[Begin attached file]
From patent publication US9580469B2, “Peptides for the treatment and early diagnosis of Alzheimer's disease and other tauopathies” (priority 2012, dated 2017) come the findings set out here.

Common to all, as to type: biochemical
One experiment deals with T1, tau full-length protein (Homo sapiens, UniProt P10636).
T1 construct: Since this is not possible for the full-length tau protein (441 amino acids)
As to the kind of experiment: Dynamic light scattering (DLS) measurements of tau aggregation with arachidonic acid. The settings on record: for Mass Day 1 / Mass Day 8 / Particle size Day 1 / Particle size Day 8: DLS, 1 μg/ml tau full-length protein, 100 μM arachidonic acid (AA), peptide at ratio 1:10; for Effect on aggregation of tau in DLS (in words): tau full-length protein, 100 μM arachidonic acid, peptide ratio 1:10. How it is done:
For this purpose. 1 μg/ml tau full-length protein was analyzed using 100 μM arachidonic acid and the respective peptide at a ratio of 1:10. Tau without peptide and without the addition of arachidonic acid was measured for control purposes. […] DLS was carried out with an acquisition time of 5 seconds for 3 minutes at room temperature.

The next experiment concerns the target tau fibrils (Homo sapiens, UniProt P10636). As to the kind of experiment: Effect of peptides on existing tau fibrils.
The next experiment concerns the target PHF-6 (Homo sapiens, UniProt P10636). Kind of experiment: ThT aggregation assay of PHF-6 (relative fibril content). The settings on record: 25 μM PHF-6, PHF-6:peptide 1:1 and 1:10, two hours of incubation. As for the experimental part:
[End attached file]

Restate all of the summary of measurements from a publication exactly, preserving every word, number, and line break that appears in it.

From patent publication US9580469B2, “Peptides for the treatment and early diagnosis of Alzheimer's disease and other tauopathies” (priority 2012, dated 2017) come the findings set out here.

Common to all, as to type: biochemical
One experiment deals with T1, tau full-length protein (Homo sapiens, UniProt P10636).
T1 construct: Since this is not possible for the full-length tau protein (441 amino acids)
As to the kind of experiment: Dynamic light scattering (DLS) measurements of tau aggregation with arachidonic acid. The settings on record: for Mass Day 1 / Mass Day 8 / Particle size Day 1 / Particle size Day 8: DLS, 1 μg/ml tau full-length protein, 100 μM arachidonic acid (AA), peptide at ratio 1:10; for Effect on aggregation of tau in DLS (in words): tau full-length protein, 100 μM arachidonic acid, peptide ratio 1:10. How it is done:
For this purpose. 1 μg/ml tau full-length protein was analyzed using 100 μM arachidonic acid and the respective peptide at a ratio of 1:10. Tau without peptide and without the addition of arachidonic acid was measured for control purposes. […] DLS was carried out with an acquisition time of 5 seconds for 3 minutes at room temperature.

The next experiment concerns the target tau fibrils (Homo sapiens, UniProt P10636). As to the kind of experiment: Effect of peptides on existing tau fibrils.
The next experiment concerns the target PHF-6 (Homo sapiens, UniProt P10636). Kind of experiment: ThT aggregation assay of PHF-6 (relative fibril content). The settings on record: 25 μM PHF-6, PHF-6:peptide 1:1 and 1:10, two hours of incubation. As for the experimental part: